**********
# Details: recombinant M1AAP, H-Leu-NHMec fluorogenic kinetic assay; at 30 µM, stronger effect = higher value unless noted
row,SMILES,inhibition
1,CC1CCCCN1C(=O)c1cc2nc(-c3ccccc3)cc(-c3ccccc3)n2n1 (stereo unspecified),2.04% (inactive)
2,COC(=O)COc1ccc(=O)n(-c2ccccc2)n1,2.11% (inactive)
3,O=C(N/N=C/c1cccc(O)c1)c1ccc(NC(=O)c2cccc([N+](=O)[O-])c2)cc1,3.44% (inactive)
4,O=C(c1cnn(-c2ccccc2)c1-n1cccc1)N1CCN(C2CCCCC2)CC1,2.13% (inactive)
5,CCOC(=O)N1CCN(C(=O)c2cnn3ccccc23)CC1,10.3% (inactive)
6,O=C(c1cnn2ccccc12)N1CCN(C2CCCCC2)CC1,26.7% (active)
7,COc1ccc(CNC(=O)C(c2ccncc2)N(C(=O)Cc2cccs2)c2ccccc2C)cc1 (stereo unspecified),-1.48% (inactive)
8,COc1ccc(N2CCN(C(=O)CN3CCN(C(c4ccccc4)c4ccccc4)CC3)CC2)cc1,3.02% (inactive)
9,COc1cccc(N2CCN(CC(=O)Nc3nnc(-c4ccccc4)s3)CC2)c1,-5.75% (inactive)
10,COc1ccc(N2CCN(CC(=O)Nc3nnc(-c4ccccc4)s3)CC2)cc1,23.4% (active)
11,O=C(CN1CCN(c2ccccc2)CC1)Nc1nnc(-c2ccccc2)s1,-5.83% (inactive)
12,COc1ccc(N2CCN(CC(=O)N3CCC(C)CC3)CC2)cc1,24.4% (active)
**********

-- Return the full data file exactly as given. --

# Details: recombinant M1AAP, H-Leu-NHMec fluorogenic kinetic assay; at 30 µM, stronger effect = higher value unless noted
row,SMILES,inhibition
1,CC1CCCCN1C(=O)c1cc2nc(-c3ccccc3)cc(-c3ccccc3)n2n1 (stereo unspecified),2.04% (inactive)
2,COC(=O)COc1ccc(=O)n(-c2ccccc2)n1,2.11% (inactive)
3,O=C(N/N=C/c1cccc(O)c1)c1ccc(NC(=O)c2cccc([N+](=O)[O-])c2)cc1,3.44% (inactive)
4,O=C(c1cnn(-c2ccccc2)c1-n1cccc1)N1CCN(C2CCCCC2)CC1,2.13% (inactive)
5,CCOC(=O)N1CCN(C(=O)c2cnn3ccccc23)CC1,10.3% (inactive)
6,O=C(c1cnn2ccccc12)N1CCN(C2CCCCC2)CC1,26.7% (active)
7,COc1ccc(CNC(=O)C(c2ccncc2)N(C(=O)Cc2cccs2)c2ccccc2C)cc1 (stereo unspecified),-1.48% (inactive)
8,COc1ccc(N2CCN(C(=O)CN3CCN(C(c4ccccc4)c4ccccc4)CC3)CC2)cc1,3.02% (inactive)
9,COc1cccc(N2CCN(CC(=O)Nc3nnc(-c4ccccc4)s3)CC2)c1,-5.75% (inactive)
10,COc1ccc(N2CCN(CC(=O)Nc3nnc(-c4ccccc4)s3)CC2)cc1,23.4% (active)
11,O=C(CN1CCN(c2ccccc2)CC1)Nc1nnc(-c2ccccc2)s1,-5.83% (inactive)
12,COc1ccc(N2CCN(CC(=O)N3CCC(C)CC3)CC2)cc1,24.4% (active)